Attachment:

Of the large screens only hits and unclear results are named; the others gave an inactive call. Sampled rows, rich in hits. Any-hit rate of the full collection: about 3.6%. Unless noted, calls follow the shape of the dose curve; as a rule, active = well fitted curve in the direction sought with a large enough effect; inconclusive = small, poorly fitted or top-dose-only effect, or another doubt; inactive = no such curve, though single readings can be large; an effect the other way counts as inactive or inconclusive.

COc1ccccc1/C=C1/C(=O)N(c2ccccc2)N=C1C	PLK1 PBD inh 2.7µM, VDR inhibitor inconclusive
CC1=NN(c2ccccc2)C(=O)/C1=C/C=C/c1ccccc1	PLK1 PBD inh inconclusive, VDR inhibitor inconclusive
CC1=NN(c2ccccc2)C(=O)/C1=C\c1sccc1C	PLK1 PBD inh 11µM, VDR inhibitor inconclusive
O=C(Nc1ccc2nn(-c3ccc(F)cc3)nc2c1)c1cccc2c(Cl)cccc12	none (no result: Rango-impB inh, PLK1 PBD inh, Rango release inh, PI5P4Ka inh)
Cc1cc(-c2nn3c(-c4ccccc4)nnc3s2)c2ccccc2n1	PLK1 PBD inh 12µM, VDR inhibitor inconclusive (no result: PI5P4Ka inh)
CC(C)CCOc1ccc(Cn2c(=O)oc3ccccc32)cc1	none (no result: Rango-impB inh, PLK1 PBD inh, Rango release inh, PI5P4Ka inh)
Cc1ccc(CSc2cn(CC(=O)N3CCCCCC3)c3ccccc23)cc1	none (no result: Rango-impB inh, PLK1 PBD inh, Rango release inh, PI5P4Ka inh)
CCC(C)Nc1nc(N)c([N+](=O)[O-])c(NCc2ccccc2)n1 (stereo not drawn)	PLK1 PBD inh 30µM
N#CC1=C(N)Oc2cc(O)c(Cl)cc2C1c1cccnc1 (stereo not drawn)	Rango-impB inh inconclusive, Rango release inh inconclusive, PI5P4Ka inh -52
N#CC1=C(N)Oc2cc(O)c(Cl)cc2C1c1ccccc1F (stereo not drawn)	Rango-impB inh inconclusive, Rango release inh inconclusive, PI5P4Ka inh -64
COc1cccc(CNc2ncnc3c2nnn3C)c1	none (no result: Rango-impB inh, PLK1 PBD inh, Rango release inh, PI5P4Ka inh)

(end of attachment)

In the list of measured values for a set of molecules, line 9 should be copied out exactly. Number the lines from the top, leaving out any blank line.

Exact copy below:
CCC(C)Nc1nc(N)c([N+](=O)[O-])c(NCc2ccccc2)n1 (stereo not drawn)	PLK1 PBD inh 30µM